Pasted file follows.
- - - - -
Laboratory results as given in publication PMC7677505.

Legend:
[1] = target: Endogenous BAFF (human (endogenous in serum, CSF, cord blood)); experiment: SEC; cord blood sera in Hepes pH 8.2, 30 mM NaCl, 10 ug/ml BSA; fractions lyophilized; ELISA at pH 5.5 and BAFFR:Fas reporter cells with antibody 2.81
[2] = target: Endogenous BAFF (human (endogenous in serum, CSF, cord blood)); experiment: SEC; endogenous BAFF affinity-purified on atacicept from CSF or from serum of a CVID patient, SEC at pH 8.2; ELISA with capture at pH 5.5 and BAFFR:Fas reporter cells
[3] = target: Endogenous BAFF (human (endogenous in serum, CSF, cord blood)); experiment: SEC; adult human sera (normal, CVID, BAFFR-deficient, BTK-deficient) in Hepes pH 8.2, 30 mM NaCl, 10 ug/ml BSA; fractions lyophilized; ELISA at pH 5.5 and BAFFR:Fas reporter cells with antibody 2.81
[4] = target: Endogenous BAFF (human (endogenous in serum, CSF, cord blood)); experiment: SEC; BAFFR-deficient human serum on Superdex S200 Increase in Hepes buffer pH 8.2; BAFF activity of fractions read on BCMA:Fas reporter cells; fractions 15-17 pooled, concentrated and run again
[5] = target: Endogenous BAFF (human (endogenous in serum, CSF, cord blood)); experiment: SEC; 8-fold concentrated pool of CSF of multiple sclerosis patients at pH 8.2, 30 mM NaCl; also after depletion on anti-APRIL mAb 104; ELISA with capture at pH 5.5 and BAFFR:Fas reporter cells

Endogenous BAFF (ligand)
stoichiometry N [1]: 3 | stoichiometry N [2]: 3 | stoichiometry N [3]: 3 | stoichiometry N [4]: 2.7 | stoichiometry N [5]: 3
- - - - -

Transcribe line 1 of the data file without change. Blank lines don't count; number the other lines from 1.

Laboratory results as given in publication PMC7677505.